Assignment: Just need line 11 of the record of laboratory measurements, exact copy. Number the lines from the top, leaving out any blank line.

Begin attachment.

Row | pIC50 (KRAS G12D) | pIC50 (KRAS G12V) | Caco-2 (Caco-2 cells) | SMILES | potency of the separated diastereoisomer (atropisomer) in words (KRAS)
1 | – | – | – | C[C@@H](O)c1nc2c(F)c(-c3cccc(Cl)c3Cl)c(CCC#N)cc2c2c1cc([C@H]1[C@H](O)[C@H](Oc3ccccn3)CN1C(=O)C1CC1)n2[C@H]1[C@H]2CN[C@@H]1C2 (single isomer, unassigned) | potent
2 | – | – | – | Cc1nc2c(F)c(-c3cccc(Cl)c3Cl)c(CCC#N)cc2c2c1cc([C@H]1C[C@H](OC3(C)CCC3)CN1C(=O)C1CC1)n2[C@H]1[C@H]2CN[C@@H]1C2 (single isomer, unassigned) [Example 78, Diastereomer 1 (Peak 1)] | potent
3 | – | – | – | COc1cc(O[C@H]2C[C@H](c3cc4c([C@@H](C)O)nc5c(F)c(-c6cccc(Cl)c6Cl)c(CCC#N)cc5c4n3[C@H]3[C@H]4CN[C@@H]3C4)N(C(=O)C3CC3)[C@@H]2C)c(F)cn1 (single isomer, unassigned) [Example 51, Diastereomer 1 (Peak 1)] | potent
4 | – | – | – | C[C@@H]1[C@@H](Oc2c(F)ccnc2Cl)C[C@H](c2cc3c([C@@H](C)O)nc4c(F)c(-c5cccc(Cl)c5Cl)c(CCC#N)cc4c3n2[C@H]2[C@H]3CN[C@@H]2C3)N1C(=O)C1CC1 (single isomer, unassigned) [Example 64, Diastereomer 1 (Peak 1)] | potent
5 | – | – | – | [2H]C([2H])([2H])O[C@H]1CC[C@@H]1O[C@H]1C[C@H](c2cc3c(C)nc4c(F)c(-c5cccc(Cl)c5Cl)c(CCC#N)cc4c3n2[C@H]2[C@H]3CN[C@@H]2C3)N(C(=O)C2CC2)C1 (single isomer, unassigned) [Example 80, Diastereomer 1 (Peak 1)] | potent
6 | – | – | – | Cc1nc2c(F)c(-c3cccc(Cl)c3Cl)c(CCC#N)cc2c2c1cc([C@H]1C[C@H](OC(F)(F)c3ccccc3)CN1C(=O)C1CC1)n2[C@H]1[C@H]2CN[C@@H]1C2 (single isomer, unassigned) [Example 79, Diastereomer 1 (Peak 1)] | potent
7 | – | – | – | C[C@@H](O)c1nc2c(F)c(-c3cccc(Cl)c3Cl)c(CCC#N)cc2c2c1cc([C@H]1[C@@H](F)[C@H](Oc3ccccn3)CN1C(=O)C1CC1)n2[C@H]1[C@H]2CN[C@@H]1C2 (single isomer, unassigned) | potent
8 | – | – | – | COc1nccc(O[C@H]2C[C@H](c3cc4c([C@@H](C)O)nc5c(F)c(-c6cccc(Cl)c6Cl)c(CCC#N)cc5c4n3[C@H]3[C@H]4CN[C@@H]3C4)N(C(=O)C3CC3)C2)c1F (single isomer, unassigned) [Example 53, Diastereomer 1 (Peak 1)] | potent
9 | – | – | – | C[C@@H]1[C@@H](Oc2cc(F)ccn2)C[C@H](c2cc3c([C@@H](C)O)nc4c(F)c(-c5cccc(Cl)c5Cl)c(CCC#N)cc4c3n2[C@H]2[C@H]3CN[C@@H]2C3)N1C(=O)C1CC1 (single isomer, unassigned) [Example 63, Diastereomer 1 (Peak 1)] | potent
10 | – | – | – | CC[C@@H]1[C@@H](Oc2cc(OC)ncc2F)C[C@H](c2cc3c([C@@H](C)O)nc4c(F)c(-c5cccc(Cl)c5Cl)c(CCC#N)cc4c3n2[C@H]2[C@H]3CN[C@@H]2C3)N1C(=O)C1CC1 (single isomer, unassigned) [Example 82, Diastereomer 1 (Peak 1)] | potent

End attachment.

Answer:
10 | – | – | – | CC[C@@H]1[C@@H](Oc2cc(OC)ncc2F)C[C@H](c2cc3c([C@@H](C)O)nc4c(F)c(-c5cccc(Cl)c5Cl)c(CCC#N)cc4c3n2[C@H]2[C@H]3CN[C@@H]2C3)N1C(=O)C1CC1 (single isomer, unassigned) [Example 82, Diastereomer 1 (Peak 1)] | potent